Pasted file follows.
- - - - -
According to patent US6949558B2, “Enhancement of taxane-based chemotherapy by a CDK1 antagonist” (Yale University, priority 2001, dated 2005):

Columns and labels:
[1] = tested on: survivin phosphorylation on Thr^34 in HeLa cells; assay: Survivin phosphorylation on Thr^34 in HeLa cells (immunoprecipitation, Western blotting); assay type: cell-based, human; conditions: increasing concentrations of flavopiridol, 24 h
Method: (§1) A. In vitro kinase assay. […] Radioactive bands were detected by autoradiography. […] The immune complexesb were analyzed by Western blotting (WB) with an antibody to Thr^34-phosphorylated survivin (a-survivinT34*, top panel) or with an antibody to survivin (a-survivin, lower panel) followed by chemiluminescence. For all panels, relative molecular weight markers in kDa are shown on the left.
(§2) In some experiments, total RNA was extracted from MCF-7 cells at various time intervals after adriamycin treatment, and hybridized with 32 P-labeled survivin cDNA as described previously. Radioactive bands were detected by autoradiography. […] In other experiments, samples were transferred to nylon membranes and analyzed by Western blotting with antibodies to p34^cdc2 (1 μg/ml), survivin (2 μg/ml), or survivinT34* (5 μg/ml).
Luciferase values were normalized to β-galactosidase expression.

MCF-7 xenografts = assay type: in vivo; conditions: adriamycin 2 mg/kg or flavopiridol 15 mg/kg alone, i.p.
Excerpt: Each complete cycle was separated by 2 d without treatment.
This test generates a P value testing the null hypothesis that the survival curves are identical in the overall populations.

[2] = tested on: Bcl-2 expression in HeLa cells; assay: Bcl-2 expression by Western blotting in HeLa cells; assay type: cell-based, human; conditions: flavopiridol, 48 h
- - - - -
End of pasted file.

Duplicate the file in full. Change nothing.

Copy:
According to patent US6949558B2, “Enhancement of taxane-based chemotherapy by a CDK1 antagonist” (Yale University, priority 2001, dated 2005):

Columns and labels:
[1] = tested on: survivin phosphorylation on Thr^34 in HeLa cells; assay: Survivin phosphorylation on Thr^34 in HeLa cells (immunoprecipitation, Western blotting); assay type: cell-based, human; conditions: increasing concentrations of flavopiridol, 24 h
Method: (§1) A. In vitro kinase assay. […] Radioactive bands were detected by autoradiography. […] The immune complexesb were analyzed by Western blotting (WB) with an antibody to Thr^34-phosphorylated survivin (a-survivinT34*, top panel) or with an antibody to survivin (a-survivin, lower panel) followed by chemiluminescence. For all panels, relative molecular weight markers in kDa are shown on the left.
(§2) In some experiments, total RNA was extracted from MCF-7 cells at various time intervals after adriamycin treatment, and hybridized with 32 P-labeled survivin cDNA as described previously. Radioactive bands were detected by autoradiography. […] In other experiments, samples were transferred to nylon membranes and analyzed by Western blotting with antibodies to p34^cdc2 (1 μg/ml), survivin (2 μg/ml), or survivinT34* (5 μg/ml).
Luciferase values were normalized to β-galactosidase expression.

MCF-7 xenografts = assay type: in vivo; conditions: adriamycin 2 mg/kg or flavopiridol 15 mg/kg alone, i.p.
Excerpt: Each complete cycle was separated by 2 d without treatment.
This test generates a P value testing the null hypothesis that the survival curves are identical in the overall populations.

[2] = tested on: Bcl-2 expression in HeLa cells; assay: Bcl-2 expression by Western blotting in HeLa cells; assay type: cell-based, human; conditions: flavopiridol, 48 h